5 Ways Text Closes The Deal In Your Visual Content
Visual content seems to be the bee’s knees in content marketing today.
Every social network is updating their design and making it easier for users to place images, GIFs and videos in their posts.
This makes total sense, as the numbers show greater engagement and more sharing by using visuals.
But that doesn’t mean text should be cast aside. If you want to convert your prospects, text is still the mover and shaker.
Here are five ways text closes the deal:
1. – Search Engines
Text is still the primary source search engines use for their results. They crawl through the Web, finding relevant content related to the user’s search intent.
Purely visual content provides limited signals to Google or Bing, as their search algorithms are text and link-based crawlers.
Without highly optimized text in your description or image alt text relating to the image or video, the search engines won’t pick up the visual elements of your content.
Say you’re a freelance photographer looking to increase your corporate clientele from medium-sized businesses in the inner metropolitan area of your city.
You look at using Facebook ads to funnel potential clients to offers on your website landing page.
You place some of your best pieces in your campaign using keywords in hashtags with terms your market might use to seek out a corporate photographer, like #corporatephotographer and #portraitphotographylondon.
Being creative, sharp and personal with your descriptions (with related keywords) gives the search engines the ability to search the text referring to the images and rank them in their search results.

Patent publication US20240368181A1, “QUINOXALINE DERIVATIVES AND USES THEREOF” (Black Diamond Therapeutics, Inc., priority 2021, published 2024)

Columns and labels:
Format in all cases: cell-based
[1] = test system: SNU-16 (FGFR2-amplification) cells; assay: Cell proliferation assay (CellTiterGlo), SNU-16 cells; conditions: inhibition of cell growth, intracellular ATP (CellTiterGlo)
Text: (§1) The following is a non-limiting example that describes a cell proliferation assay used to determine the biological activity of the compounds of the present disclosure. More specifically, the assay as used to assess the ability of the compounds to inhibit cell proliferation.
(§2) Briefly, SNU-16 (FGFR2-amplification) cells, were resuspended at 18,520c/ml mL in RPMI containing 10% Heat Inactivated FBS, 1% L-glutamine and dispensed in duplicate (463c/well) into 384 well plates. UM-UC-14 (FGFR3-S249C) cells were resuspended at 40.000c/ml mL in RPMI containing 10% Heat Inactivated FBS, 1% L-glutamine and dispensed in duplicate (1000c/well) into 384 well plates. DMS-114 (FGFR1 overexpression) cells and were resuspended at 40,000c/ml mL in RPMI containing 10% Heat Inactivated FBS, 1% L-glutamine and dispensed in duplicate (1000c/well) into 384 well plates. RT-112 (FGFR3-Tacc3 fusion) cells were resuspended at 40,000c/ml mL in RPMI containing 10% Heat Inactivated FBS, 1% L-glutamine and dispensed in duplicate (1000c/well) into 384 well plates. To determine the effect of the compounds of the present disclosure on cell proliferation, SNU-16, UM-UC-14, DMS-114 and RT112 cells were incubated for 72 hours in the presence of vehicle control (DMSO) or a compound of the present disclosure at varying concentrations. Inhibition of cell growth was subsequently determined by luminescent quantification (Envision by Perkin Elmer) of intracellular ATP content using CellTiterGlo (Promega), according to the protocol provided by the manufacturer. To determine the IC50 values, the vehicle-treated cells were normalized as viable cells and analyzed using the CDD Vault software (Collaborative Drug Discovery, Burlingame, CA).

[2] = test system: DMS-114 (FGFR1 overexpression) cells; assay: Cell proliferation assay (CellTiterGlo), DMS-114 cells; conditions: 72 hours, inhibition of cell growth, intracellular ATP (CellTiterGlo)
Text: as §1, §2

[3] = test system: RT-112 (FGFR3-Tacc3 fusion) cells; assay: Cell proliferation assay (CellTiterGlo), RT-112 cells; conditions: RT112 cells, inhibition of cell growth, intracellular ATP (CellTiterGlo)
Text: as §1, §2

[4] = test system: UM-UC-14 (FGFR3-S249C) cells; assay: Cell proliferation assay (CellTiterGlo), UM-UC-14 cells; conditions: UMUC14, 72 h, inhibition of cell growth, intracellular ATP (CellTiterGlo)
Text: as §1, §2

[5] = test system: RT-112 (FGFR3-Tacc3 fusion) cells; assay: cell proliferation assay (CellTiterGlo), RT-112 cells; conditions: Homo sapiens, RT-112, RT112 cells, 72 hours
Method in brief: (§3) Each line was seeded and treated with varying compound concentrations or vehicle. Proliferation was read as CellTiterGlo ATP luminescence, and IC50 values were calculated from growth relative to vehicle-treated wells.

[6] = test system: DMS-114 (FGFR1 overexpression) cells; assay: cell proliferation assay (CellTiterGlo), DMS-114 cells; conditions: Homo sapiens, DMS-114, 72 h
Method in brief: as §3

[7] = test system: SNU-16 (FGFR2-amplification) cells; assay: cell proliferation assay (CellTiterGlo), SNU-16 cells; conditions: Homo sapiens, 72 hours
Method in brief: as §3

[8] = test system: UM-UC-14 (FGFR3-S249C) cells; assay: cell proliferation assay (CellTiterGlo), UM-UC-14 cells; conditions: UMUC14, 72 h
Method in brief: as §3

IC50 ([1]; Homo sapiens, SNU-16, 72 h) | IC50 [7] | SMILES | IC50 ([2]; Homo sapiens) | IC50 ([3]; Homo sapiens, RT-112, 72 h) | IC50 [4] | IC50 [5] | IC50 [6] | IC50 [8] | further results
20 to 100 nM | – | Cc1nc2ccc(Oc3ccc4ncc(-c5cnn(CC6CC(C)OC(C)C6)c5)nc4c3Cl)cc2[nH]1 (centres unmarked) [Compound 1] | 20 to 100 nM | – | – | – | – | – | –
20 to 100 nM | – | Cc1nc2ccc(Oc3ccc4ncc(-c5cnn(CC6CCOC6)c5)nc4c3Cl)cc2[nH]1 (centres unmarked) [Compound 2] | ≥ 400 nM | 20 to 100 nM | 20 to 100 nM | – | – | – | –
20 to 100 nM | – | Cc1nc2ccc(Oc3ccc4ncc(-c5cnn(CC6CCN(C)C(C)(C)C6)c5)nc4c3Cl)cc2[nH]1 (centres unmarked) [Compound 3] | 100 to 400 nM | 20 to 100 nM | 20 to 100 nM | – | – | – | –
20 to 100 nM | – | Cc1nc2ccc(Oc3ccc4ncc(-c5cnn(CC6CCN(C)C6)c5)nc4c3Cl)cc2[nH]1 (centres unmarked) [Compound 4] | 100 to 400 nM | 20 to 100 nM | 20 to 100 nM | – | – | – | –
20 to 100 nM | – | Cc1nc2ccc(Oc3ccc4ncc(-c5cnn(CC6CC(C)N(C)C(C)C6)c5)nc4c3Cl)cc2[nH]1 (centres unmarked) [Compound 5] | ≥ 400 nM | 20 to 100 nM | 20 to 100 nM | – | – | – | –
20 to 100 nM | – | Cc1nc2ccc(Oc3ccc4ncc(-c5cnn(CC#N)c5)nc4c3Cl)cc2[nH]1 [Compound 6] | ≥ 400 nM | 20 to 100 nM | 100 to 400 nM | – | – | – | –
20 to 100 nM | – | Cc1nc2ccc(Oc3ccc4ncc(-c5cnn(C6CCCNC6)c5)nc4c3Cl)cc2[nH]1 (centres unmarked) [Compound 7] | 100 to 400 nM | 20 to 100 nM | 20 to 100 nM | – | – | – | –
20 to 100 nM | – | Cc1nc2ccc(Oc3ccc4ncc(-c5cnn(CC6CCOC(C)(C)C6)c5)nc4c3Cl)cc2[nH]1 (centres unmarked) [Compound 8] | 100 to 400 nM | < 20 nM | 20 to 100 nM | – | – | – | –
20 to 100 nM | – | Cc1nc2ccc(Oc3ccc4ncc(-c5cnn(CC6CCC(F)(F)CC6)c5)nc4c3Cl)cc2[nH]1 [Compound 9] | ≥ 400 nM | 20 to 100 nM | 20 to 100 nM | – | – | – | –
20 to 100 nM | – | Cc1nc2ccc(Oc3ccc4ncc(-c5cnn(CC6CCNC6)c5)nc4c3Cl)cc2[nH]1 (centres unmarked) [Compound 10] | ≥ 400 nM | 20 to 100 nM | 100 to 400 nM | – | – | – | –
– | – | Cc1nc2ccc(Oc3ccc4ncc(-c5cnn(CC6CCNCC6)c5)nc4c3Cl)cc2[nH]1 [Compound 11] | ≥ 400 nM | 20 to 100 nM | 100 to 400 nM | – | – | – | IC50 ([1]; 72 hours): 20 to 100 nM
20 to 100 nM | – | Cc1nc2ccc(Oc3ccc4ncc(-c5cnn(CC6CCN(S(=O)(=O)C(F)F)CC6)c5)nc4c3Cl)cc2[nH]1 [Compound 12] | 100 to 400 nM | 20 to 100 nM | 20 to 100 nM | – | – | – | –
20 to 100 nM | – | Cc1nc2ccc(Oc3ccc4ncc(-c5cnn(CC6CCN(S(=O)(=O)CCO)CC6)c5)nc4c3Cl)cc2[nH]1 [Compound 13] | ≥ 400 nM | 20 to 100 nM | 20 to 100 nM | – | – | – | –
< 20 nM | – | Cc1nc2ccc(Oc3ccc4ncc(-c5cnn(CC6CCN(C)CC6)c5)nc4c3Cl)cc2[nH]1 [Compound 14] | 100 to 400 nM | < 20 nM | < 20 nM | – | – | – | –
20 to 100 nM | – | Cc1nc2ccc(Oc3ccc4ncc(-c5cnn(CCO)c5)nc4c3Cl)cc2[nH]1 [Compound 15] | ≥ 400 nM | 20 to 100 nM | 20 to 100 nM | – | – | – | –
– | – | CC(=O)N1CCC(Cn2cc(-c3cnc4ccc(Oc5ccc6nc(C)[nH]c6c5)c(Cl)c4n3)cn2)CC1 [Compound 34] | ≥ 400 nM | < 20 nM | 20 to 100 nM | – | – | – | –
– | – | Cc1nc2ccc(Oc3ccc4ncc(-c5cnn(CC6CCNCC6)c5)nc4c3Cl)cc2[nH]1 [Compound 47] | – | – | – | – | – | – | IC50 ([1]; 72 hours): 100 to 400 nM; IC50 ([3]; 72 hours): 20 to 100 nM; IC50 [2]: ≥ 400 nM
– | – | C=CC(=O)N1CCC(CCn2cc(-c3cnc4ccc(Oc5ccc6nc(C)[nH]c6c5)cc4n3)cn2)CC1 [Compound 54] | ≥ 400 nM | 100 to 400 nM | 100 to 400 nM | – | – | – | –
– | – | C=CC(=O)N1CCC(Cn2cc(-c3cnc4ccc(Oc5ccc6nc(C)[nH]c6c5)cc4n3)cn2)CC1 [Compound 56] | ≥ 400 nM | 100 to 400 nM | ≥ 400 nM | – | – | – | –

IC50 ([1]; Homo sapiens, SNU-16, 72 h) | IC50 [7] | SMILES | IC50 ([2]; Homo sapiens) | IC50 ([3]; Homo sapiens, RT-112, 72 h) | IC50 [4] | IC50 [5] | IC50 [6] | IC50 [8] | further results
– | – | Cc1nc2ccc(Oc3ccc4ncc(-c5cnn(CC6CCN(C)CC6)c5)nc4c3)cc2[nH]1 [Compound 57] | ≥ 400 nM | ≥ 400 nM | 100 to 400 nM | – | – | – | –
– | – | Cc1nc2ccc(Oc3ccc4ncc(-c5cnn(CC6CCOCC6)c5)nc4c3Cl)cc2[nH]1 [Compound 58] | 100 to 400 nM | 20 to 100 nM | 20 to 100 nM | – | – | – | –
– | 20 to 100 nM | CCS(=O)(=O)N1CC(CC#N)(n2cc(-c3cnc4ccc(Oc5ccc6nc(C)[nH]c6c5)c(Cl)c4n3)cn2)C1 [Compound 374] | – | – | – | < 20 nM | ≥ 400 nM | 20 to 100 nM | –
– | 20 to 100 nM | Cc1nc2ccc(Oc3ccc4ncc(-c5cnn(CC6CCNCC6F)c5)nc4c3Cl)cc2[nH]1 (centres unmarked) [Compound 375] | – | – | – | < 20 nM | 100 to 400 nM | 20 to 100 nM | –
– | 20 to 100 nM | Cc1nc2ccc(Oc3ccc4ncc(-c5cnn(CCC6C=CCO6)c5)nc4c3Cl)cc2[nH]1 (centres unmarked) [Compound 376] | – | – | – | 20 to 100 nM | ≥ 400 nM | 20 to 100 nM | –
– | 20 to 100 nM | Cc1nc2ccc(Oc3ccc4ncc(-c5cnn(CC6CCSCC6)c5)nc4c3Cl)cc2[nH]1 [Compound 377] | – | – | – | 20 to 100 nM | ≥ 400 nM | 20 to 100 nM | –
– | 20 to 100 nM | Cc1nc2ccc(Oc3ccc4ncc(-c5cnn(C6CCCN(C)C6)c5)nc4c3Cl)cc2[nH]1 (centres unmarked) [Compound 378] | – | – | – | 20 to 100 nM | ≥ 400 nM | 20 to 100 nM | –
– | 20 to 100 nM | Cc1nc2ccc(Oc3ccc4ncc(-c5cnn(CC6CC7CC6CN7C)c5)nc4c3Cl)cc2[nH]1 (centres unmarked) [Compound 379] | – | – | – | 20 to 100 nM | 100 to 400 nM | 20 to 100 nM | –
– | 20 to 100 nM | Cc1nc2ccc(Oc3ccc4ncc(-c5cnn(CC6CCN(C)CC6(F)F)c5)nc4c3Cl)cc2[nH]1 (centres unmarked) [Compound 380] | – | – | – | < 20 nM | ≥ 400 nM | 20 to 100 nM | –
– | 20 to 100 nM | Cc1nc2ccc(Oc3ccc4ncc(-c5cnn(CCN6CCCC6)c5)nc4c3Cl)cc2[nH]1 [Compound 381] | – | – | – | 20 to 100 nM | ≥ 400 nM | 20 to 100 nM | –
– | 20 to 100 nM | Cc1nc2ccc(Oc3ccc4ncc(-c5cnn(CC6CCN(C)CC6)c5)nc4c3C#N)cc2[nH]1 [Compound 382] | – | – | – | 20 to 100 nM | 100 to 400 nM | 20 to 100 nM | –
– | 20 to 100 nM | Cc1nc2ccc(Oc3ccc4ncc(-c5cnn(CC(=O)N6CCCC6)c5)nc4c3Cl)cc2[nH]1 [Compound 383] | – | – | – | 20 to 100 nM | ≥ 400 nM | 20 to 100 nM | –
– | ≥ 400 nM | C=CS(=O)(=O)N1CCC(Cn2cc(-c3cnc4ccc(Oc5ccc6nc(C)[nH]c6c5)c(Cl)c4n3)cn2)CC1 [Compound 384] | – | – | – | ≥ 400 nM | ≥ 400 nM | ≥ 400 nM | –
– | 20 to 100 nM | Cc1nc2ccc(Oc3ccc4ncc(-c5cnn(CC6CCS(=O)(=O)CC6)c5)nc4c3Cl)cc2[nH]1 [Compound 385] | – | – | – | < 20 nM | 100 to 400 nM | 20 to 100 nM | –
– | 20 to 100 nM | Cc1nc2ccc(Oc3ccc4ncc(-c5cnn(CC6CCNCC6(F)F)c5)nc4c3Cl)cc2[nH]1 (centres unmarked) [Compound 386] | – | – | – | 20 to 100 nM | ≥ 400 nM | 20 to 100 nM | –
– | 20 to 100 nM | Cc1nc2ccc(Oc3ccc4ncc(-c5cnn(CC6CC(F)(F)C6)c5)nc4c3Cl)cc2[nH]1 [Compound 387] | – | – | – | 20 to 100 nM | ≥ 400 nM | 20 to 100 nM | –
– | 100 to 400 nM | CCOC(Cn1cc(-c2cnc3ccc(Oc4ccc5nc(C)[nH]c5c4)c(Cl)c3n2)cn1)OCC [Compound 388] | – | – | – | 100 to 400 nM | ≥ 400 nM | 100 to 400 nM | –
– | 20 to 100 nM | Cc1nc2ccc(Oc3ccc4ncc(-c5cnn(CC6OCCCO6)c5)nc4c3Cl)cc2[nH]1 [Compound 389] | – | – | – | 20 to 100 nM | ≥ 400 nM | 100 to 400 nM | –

Since the post is optimized for your target audience, there are more opportunities to show up in front of marketing managers and business owners when they place their search queries or filter their social media feeds.
Then an incentive to click through to your website, with key landing page copy ready, and convert visitors once they arrive.
Until the algorithms get better at image recognition (and no doubt they are), text is still the main fuel for search engines.
2. – Human Presence
Building the human connection to visual content takes the right balance of text and image within a chosen platform.
There are wild variations across each social media platform.
The constraints of each dictate how to employ your content on them. Solidifying the human quality in the visual through text is a very powerful tool.
We relate to stuff when there’s something human bursting out of it, and text has that social connection.
This also stems from knowing your audiences—who they are, where they hang out, what they talk about—and educates you on how to interact with them using your visual content.
Stevie English, my local hair salon, puts this human connection right into its social media and website.
The salon posts regular hairstyles from happy clients, fashion events it does styling at and the stylists behind the dye and scissors.
Having that personality within the brand attracts their main target market: women wanting awesome, urbane hair.
They cross paths through social media or Google by the words they type into their search queries and the posts shared with them by trusted sources.
3. – Binding Emotional Responses
Being human is one thing, generating emotion is another.
Text is the bridging tool to encourage the ideal emotional response from your visual content and then to further it along to connection and conversion.
How we feel about a product or service makes us decide whether to purchase or contact.
Research has shown we don’t consult our rational brain when making a major decision; we use our feelings to do it. Even if the data tells us to hold up and stop, we don’t.